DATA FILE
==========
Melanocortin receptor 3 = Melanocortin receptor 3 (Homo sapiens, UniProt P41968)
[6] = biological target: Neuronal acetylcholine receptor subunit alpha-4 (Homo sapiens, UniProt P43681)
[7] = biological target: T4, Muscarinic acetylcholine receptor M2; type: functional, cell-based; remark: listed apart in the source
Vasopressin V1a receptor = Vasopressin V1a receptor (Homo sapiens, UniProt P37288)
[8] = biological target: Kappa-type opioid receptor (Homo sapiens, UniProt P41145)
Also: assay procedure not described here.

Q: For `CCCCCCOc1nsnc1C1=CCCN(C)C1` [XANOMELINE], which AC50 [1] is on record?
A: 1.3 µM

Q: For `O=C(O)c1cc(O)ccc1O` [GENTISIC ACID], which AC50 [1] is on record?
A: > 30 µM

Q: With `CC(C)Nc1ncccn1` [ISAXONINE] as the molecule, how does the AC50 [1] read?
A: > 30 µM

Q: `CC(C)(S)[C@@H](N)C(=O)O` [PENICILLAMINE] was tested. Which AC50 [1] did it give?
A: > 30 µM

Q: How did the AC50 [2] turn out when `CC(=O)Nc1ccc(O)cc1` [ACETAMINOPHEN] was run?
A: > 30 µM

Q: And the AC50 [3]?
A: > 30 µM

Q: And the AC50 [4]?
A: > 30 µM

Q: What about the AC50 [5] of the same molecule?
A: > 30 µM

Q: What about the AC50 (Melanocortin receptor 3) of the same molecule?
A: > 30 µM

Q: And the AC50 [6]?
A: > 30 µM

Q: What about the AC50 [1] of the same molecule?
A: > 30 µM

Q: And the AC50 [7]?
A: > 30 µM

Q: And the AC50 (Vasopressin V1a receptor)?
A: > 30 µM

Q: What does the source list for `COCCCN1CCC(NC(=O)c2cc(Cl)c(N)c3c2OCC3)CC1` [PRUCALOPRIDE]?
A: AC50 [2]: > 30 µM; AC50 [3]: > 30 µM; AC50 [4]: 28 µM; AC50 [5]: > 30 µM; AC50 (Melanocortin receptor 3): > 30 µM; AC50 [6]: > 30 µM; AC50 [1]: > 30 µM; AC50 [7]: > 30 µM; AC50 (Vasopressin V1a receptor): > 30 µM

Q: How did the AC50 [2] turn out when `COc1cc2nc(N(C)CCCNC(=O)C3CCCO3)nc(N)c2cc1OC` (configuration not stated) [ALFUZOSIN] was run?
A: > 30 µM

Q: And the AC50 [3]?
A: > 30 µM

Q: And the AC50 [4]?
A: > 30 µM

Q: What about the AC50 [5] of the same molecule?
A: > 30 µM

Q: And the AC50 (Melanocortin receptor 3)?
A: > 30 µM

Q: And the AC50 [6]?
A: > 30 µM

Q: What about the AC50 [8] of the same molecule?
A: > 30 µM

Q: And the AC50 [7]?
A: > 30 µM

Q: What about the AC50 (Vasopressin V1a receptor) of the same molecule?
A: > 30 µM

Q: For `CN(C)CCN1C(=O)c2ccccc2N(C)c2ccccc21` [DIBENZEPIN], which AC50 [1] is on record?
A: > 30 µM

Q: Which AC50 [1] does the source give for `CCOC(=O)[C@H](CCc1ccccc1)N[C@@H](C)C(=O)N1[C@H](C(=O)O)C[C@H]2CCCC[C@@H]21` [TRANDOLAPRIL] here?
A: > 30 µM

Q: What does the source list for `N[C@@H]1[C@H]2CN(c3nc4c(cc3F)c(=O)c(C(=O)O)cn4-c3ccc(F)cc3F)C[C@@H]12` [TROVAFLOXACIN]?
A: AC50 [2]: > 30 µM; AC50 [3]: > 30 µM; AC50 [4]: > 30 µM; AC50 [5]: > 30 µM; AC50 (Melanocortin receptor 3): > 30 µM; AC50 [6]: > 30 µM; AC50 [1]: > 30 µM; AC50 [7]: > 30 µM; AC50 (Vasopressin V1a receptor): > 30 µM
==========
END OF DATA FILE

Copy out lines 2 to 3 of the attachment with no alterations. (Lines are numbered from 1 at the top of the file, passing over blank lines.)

[6] = biological target: Neuronal acetylcholine receptor subunit alpha-4 (Homo sapiens, UniProt P43681)
[7] = biological target: T4, Muscarinic acetylcholine receptor M2; type: functional, cell-based; remark: listed apart in the source